Arizona's Scenic Byway 67
Highway 67 in
Note: Highway 67 often closes after the first heavy snow after Thanksgiving and does not open again until mid-May.
Arizona Highway 67 is 44 miles long, starting at Jacob Lake, the junction of Arizona Highway 89A and Highway 67 and ending at Bright Angel Point at the North Rim of the Grand Canyon. This is the final pathway to the Grand Canyon.
For those that will venture into Northern Arizona to find the Grand Canyon, the path will be a scenic one. Travel through the Kaibab National Forest is a scenic trip where both sides of the road are lined with rows of aspens and conifers.
Kaibab National Forest
When traveling Highway 67 there are some things you will not
want to miss in the Kaibab National Forest. The dirt roads described below will take you
to some incredible views of the Grand Canyon. Do take the time to stop
in the Kaibab Forest Visitor Center and get last minute updates for any of these
Crazy Jug Point
You will see the Colorado River between Powell Plateau and Great Thumb Mesa,
as well as Tapeats Amphitheater. Camping is allowed in this area as long as you
are outside the Grand Canyon boundaries. The park monitors the rim but
the rest of the area is maintained by the Forest Service.
Timp Point is another of the great spots in the Kaibab Forest that give a wonderful view of the Grand Canyon. If you take along some binoculars you may even get a glimpse of Thunder River.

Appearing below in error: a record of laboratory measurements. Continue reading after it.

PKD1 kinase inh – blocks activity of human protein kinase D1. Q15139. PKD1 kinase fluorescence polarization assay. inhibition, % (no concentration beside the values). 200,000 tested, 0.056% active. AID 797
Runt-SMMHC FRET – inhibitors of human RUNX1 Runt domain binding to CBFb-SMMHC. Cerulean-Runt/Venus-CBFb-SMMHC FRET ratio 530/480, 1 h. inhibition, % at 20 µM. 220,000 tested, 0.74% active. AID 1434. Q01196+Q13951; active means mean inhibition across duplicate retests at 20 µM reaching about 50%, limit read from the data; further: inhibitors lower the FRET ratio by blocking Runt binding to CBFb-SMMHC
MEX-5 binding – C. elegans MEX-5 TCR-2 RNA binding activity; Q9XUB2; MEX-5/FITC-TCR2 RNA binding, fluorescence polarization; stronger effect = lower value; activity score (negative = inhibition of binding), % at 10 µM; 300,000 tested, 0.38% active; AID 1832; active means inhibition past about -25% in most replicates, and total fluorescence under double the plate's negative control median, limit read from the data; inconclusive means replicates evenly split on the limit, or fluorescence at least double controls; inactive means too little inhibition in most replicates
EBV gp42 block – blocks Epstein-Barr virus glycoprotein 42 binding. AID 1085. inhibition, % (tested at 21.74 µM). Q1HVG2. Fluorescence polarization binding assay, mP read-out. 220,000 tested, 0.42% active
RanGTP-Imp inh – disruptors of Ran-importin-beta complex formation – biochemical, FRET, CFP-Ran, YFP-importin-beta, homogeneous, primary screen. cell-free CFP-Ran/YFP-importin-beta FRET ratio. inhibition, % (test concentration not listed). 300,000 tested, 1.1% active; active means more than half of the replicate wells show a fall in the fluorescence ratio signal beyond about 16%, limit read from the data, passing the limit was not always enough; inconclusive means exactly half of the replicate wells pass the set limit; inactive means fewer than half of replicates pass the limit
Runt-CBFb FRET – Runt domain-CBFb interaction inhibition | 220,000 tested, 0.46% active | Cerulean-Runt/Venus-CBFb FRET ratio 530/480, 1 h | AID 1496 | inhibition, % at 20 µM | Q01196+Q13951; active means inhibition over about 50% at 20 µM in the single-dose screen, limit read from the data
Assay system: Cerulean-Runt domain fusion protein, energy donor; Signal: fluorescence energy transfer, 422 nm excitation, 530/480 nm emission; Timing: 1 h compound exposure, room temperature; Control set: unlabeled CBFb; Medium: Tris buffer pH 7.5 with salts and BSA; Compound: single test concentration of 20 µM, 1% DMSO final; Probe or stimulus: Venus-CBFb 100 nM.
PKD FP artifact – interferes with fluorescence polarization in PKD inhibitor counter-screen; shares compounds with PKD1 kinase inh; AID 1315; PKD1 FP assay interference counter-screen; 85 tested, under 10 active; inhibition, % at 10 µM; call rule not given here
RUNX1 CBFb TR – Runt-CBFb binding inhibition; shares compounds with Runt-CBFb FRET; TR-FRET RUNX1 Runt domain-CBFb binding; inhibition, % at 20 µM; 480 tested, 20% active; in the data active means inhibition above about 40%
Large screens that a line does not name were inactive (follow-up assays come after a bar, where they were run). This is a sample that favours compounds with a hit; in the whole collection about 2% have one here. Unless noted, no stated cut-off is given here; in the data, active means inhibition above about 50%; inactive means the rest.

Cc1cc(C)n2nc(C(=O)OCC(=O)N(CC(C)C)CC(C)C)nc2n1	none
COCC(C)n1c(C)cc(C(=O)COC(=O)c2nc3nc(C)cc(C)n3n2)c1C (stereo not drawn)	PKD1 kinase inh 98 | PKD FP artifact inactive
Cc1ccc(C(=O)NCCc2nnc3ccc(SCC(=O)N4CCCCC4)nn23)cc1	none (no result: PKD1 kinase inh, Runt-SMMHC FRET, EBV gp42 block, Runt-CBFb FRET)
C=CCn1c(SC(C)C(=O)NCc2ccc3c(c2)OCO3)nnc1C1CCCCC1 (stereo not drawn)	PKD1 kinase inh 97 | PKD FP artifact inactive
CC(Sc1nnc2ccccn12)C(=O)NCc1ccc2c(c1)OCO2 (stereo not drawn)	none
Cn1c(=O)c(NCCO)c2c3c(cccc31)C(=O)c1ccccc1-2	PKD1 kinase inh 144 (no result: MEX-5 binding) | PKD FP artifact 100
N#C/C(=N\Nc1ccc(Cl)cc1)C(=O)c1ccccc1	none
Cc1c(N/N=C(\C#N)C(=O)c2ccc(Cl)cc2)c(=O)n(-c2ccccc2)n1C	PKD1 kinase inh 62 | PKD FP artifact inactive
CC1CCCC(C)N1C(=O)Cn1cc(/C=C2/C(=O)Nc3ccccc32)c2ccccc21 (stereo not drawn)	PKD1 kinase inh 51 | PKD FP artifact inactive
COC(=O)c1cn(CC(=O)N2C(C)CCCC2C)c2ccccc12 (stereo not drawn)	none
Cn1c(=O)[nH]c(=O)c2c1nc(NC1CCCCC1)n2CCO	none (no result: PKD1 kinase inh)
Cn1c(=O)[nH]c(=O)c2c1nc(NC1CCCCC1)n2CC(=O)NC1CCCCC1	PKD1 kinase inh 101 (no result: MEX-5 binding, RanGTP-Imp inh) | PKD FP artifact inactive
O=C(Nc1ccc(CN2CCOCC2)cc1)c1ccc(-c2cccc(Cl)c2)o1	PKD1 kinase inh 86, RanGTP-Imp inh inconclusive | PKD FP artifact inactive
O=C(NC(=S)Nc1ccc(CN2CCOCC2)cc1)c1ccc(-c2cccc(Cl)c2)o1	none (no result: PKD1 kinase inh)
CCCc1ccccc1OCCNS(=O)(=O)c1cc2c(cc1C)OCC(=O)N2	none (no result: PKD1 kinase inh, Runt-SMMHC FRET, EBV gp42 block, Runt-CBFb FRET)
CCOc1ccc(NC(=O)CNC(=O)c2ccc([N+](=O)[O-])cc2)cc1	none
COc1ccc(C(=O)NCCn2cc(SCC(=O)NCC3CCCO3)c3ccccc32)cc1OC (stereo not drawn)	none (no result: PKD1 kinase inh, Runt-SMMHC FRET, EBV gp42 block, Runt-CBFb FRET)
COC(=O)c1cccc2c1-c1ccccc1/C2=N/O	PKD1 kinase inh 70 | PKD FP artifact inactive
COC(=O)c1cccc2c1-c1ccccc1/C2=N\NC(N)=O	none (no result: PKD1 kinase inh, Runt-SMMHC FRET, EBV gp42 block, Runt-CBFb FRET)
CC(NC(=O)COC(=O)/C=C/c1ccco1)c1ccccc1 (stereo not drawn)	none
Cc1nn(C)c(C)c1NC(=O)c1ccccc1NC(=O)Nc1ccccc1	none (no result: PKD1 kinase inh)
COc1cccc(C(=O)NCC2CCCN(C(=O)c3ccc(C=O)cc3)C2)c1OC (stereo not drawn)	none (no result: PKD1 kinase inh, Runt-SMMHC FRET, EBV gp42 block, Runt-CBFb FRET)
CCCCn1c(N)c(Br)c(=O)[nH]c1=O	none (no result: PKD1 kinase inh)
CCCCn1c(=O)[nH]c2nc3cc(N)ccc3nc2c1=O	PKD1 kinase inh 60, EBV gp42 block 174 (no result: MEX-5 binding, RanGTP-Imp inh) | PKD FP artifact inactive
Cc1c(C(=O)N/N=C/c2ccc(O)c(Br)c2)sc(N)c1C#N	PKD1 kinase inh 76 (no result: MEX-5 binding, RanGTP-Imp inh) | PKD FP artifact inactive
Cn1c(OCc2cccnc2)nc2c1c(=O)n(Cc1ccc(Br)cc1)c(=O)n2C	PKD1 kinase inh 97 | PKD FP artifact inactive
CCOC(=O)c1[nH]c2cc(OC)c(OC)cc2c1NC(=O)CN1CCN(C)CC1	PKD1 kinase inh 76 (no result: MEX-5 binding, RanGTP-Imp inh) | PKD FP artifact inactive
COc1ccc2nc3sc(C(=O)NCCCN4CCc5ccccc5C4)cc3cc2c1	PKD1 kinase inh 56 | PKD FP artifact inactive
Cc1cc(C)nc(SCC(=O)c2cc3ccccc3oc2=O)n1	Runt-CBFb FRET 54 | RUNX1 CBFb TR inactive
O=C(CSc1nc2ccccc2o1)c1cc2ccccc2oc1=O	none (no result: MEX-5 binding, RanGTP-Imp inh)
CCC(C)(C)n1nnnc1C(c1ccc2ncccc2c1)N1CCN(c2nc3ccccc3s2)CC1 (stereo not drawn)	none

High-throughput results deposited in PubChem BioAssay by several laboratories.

Detailed Directions to Crazy Jug Point and Timp Point
Highway 67 passes through the forested lands of the Kaibab National Forest
to the North Rim of the Grand Canyon. It is often rumored that the North
Rim of the Grand Canyon closes in mid-October when the lodge closes, but ADOT does try and keep the roads open until the first heavy snow storm after Thanksgiving. Keep in mind that if you do choose to travel after the lodge closes, there are usually no services open past Jacob Lake. Call for Road Conditions on the
day of planned travel since winter conditions can change quickly and the road may close.
Grand Canyon North Rim Vacation: Canyon Country
Mule deer of the of the Grand Canyon are often victims
of predators. In history, it was
thought that to protect the mule deer its predators needed to be eliminated.
Without the natural balance of nature just the opposite happened. In the winter
of 1925 the mule deer population is thought to have emptied the food in the Kaibab and then the deer starved to death in masses. The practice of killing predators is no longer followed.